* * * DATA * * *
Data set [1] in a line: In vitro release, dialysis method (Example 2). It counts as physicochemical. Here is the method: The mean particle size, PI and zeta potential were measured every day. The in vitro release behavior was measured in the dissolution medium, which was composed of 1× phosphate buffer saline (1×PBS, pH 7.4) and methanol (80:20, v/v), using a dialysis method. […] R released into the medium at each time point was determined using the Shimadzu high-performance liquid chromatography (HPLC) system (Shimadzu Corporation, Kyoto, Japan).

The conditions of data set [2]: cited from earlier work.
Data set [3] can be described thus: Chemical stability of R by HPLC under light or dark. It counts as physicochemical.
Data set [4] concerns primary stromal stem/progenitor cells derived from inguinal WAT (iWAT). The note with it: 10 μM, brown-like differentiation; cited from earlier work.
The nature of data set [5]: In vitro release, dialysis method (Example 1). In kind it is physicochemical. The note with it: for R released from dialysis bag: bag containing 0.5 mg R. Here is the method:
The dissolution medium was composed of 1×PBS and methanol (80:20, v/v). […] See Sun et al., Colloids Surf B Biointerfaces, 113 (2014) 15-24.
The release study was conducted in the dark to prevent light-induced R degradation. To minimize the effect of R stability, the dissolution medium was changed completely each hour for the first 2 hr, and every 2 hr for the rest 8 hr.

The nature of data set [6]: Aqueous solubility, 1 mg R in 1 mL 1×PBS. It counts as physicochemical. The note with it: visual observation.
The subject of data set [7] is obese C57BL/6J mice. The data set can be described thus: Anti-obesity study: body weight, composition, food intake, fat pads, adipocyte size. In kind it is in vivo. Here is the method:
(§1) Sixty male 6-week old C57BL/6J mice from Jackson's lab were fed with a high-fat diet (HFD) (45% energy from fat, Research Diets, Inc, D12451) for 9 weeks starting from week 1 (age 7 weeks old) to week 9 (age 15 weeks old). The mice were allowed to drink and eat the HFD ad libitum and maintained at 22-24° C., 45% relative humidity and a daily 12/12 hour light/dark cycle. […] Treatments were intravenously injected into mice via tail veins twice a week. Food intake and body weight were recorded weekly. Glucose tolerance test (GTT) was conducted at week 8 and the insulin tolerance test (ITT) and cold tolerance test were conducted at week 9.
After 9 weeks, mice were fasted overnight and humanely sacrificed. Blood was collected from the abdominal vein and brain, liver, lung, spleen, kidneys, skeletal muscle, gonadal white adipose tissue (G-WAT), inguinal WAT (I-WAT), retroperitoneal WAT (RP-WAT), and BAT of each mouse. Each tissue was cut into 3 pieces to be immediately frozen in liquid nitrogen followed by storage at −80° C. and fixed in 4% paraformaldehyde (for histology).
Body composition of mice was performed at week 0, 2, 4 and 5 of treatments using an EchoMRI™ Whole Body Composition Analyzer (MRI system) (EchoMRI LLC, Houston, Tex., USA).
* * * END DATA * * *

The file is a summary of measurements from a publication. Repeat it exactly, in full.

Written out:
Data set [1] in a line: In vitro release, dialysis method (Example 2). It counts as physicochemical. Here is the method: The mean particle size, PI and zeta potential were measured every day. The in vitro release behavior was measured in the dissolution medium, which was composed of 1× phosphate buffer saline (1×PBS, pH 7.4) and methanol (80:20, v/v), using a dialysis method. […] R released into the medium at each time point was determined using the Shimadzu high-performance liquid chromatography (HPLC) system (Shimadzu Corporation, Kyoto, Japan).

The conditions of data set [2]: cited from earlier work.
Data set [3] can be described thus: Chemical stability of R by HPLC under light or dark. It counts as physicochemical.
Data set [4] concerns primary stromal stem/progenitor cells derived from inguinal WAT (iWAT). The note with it: 10 μM, brown-like differentiation; cited from earlier work.
The nature of data set [5]: In vitro release, dialysis method (Example 1). In kind it is physicochemical. The note with it: for R released from dialysis bag: bag containing 0.5 mg R. Here is the method:
The dissolution medium was composed of 1×PBS and methanol (80:20, v/v). […] See Sun et al., Colloids Surf B Biointerfaces, 113 (2014) 15-24.
The release study was conducted in the dark to prevent light-induced R degradation. To minimize the effect of R stability, the dissolution medium was changed completely each hour for the first 2 hr, and every 2 hr for the rest 8 hr.

The nature of data set [6]: Aqueous solubility, 1 mg R in 1 mL 1×PBS. It counts as physicochemical. The note with it: visual observation.
The subject of data set [7] is obese C57BL/6J mice. The data set can be described thus: Anti-obesity study: body weight, composition, food intake, fat pads, adipocyte size. In kind it is in vivo. Here is the method:
(§1) Sixty male 6-week old C57BL/6J mice from Jackson's lab were fed with a high-fat diet (HFD) (45% energy from fat, Research Diets, Inc, D12451) for 9 weeks starting from week 1 (age 7 weeks old) to week 9 (age 15 weeks old). The mice were allowed to drink and eat the HFD ad libitum and maintained at 22-24° C., 45% relative humidity and a daily 12/12 hour light/dark cycle. […] Treatments were intravenously injected into mice via tail veins twice a week. Food intake and body weight were recorded weekly. Glucose tolerance test (GTT) was conducted at week 8 and the insulin tolerance test (ITT) and cold tolerance test were conducted at week 9.
After 9 weeks, mice were fasted overnight and humanely sacrificed. Blood was collected from the abdominal vein and brain, liver, lung, spleen, kidneys, skeletal muscle, gonadal white adipose tissue (G-WAT), inguinal WAT (I-WAT), retroperitoneal WAT (RP-WAT), and BAT of each mouse. Each tissue was cut into 3 pieces to be immediately frozen in liquid nitrogen followed by storage at −80° C. and fixed in 4% paraformaldehyde (for histology).
Body composition of mice was performed at week 0, 2, 4 and 5 of treatments using an EchoMRI™ Whole Body Composition Analyzer (MRI system) (EchoMRI LLC, Houston, Tex., USA).